Saturday, October 1, 2011

Gary Palmer: Liberals call for less democracy

  Is it time to ditch the Constitution? Does representative government or “democracy” really impede progress?

  Peter Orszag, President Obama’s former director of the Office of Management and Budget, believes it does. His recent article entitled “Too Much of a Good Thing” makes his case for a more powerful administrative state that will function outside of election politics. What Orszag suggests is that when it comes to the most important decisions regarding the power and influence of the federal government, we need to make elections irrelevant.

  Orszag wrote, “During my recent stint in the Obama administration as director of the Office of Management and Budget, it was clear to me that the country's political polarization was growing worse—harming Washington's ability to do the basic, necessary work of governing. To solve the serious problems facing our country,” Orszag continued, “we need to minimize the harm from legislative inertia by relying more on automatic policies and depoliticized commissions for certain policy decisions. In other words, radical as it sounds, we need to counter the gridlock of our political institutions by making them a bit less democratic.”

  Orszag laments the legislative gridlock that has made it “…increasingly difficult for lawmakers to tackle the issues that are central to our country's future.” He cites issues such as climate change and federal spending as examples and even writes that in order to get the economy growing again we need more, not less, deficit spending over the next two years.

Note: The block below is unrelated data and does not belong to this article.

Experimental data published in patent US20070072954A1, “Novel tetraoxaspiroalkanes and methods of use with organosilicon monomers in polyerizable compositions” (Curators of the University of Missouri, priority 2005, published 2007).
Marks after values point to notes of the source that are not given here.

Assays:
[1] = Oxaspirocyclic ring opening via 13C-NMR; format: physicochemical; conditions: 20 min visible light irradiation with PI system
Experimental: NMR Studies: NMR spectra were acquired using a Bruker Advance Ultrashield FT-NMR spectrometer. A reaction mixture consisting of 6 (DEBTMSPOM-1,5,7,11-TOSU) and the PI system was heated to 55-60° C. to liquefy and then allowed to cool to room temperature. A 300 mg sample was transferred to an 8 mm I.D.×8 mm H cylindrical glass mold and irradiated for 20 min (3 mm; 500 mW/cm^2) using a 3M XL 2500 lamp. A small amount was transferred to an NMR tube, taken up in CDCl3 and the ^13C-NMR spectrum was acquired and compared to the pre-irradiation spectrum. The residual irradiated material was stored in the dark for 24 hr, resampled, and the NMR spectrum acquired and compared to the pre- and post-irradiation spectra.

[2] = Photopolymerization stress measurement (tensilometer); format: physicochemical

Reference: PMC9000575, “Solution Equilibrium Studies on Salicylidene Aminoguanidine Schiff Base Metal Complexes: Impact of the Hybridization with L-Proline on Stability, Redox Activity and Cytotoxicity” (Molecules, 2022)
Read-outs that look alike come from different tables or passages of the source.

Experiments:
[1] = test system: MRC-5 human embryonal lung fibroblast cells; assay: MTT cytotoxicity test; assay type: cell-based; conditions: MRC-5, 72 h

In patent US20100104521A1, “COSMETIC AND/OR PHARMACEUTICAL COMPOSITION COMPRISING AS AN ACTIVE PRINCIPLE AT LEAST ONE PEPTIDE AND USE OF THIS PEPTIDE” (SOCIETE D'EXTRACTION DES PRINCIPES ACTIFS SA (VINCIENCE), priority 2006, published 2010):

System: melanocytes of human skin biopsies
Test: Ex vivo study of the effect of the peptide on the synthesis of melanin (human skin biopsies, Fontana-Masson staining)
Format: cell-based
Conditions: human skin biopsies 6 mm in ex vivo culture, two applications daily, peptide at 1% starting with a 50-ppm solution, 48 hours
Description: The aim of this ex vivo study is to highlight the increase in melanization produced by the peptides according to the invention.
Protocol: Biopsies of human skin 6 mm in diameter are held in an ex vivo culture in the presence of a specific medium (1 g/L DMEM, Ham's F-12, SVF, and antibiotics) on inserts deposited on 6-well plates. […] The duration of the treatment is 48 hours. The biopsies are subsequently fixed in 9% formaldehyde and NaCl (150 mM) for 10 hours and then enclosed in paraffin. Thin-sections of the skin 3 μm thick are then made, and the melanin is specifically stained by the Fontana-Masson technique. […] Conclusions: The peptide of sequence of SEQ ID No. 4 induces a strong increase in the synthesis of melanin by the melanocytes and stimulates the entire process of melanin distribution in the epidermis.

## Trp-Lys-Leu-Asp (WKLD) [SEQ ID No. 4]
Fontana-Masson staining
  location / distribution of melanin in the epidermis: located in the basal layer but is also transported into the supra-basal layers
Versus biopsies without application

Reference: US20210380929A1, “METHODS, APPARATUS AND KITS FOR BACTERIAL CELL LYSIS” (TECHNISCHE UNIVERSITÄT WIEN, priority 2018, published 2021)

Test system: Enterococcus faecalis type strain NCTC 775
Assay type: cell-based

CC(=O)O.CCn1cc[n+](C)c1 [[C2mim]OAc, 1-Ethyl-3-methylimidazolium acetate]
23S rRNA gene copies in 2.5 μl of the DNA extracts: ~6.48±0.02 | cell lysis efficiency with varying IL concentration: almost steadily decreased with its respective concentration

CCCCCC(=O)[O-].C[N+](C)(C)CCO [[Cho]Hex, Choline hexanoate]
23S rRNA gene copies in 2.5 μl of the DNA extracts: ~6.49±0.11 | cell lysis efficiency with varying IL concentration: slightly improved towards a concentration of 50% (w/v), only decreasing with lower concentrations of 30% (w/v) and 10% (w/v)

But the issues most Americans see as central to the future of the country are not the same as what Orszag and other liberals see. The policies of progressives in both parties have gone well beyond what millions of Americans believe is the basic or necessary work of the federal government. Liberal policies enacted by Congress or forced upon us by federal agencies have doubled household utility bills, doubled the price of a gallon of gasoline, and threaten the quality of our health care system. These policies have cost millions of Americans their jobs, their homes and their savings and left the nation with trillions of dollars of debt.